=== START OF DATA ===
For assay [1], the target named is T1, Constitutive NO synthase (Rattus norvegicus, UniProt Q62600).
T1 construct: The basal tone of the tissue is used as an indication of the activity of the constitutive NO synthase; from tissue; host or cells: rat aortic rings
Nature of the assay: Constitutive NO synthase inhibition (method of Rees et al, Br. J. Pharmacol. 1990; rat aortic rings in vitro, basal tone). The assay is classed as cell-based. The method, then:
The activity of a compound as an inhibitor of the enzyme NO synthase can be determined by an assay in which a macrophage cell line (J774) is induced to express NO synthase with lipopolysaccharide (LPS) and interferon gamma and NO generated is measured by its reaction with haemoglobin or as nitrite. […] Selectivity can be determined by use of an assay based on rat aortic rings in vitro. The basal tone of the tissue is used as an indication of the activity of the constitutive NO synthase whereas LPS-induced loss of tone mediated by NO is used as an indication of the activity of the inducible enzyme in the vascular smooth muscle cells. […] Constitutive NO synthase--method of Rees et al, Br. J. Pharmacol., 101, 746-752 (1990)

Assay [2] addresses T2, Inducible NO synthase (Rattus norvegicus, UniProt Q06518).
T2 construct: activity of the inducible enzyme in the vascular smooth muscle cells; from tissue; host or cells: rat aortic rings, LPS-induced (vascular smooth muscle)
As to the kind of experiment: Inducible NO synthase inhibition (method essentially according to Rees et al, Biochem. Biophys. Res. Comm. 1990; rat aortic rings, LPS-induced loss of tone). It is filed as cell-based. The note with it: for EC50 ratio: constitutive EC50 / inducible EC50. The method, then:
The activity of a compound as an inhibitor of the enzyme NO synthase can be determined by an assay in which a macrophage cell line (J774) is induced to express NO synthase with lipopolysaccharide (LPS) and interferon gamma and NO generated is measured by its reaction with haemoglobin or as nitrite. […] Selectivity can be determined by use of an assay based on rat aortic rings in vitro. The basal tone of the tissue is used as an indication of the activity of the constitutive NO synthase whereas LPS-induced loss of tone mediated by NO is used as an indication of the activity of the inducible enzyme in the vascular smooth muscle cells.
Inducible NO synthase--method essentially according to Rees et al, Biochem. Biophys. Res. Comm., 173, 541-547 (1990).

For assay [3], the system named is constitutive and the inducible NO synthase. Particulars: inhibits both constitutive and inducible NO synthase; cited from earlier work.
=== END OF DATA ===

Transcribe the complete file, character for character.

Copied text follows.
For assay [1], the target named is T1, Constitutive NO synthase (Rattus norvegicus, UniProt Q62600).
T1 construct: The basal tone of the tissue is used as an indication of the activity of the constitutive NO synthase; from tissue; host or cells: rat aortic rings
Nature of the assay: Constitutive NO synthase inhibition (method of Rees et al, Br. J. Pharmacol. 1990; rat aortic rings in vitro, basal tone). The assay is classed as cell-based. The method, then:
The activity of a compound as an inhibitor of the enzyme NO synthase can be determined by an assay in which a macrophage cell line (J774) is induced to express NO synthase with lipopolysaccharide (LPS) and interferon gamma and NO generated is measured by its reaction with haemoglobin or as nitrite. […] Selectivity can be determined by use of an assay based on rat aortic rings in vitro. The basal tone of the tissue is used as an indication of the activity of the constitutive NO synthase whereas LPS-induced loss of tone mediated by NO is used as an indication of the activity of the inducible enzyme in the vascular smooth muscle cells. […] Constitutive NO synthase--method of Rees et al, Br. J. Pharmacol., 101, 746-752 (1990)

Assay [2] addresses T2, Inducible NO synthase (Rattus norvegicus, UniProt Q06518).
T2 construct: activity of the inducible enzyme in the vascular smooth muscle cells; from tissue; host or cells: rat aortic rings, LPS-induced (vascular smooth muscle)
As to the kind of experiment: Inducible NO synthase inhibition (method essentially according to Rees et al, Biochem. Biophys. Res. Comm. 1990; rat aortic rings, LPS-induced loss of tone). It is filed as cell-based. The note with it: for EC50 ratio: constitutive EC50 / inducible EC50. The method, then:
The activity of a compound as an inhibitor of the enzyme NO synthase can be determined by an assay in which a macrophage cell line (J774) is induced to express NO synthase with lipopolysaccharide (LPS) and interferon gamma and NO generated is measured by its reaction with haemoglobin or as nitrite. […] Selectivity can be determined by use of an assay based on rat aortic rings in vitro. The basal tone of the tissue is used as an indication of the activity of the constitutive NO synthase whereas LPS-induced loss of tone mediated by NO is used as an indication of the activity of the inducible enzyme in the vascular smooth muscle cells.
Inducible NO synthase--method essentially according to Rees et al, Biochem. Biophys. Res. Comm., 173, 541-547 (1990).

For assay [3], the system named is constitutive and the inducible NO synthase. Particulars: inhibits both constitutive and inducible NO synthase; cited from earlier work.